As you may have heard, the FCC is about to vote on Net Neutrality. Many business owners are busy running their businesses, and so haven’t spent a lot of time following the convoluted and seemingly endless arguments Net Neutrality advocates and their opponents have had prior to this moment. However, as it appears certain that the FCC will adopt at least some aspects of Net Neutrality, and you need to know what that means for your business.
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Net Neutrality came about because some businesses – think Netflix, YouTube, and similar video streaming services – use a lot more internet bandwidth than others. Internet service providers wanted to charge these high usage customers more; in return, they would be rewarded with prioritized service – which means faster internet for them.
If these high usage customers get faster internet, what happens to everyone else’s access? Net Neutrality hinges on the concept that internet access is similar to a utility; everyone should be able to access it equally. The FCC is expected to deny internet service provider’s desire for a higher-priced fast lane.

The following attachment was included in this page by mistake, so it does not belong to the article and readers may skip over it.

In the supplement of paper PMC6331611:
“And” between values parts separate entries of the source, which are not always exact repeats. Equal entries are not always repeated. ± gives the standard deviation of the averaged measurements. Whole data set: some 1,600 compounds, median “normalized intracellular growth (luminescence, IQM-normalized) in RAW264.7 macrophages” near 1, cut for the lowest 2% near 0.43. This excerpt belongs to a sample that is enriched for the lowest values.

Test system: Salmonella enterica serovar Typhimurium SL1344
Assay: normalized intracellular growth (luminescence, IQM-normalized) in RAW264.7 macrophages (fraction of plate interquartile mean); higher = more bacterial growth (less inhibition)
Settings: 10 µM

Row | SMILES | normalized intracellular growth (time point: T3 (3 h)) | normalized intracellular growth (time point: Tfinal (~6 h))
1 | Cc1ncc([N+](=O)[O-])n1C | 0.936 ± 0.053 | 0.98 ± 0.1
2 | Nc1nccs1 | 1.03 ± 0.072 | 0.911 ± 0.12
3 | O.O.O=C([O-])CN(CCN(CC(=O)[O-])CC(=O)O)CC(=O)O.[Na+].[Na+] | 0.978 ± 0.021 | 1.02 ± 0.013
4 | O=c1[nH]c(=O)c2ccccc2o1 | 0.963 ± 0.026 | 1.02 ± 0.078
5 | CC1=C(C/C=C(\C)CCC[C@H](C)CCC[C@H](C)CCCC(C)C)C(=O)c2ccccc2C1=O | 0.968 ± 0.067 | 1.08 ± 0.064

Bundled with this regulation comes the FCC’s assurance that there will be no rate regulation and that ISPs will be able to continue to prioritize content delivery as they have been up until this point, based on bandwidth demands.
Long story short, the Net Neutrality recommendations are designed to ensure that the internet experience you’re used to won’t fundamentally change for the expected future. Internet speeds won’t be getting any faster, most likely, but you won’t see them slow way down, either.
It remains to be seen if ISPs will be taxed in the same way other utilities are; if they are, expect to see those costs passed along to you. On the other hand, the FCC’s commitment to not entering the rate regulation minefield means you may wind up benefiting financially as ISPs use aggressive pricing strategies to attract the most customers.
Either way, the movement on Net Neutrality acknowledges that internet access and mobile data sharing are fundamental to the way we do business now. As the measure stands, the current way you operate your website and social media presence shouldn’t be in any danger – and there may be new opportunities arising due to these changes that allow you to connect with your customers even more effectively.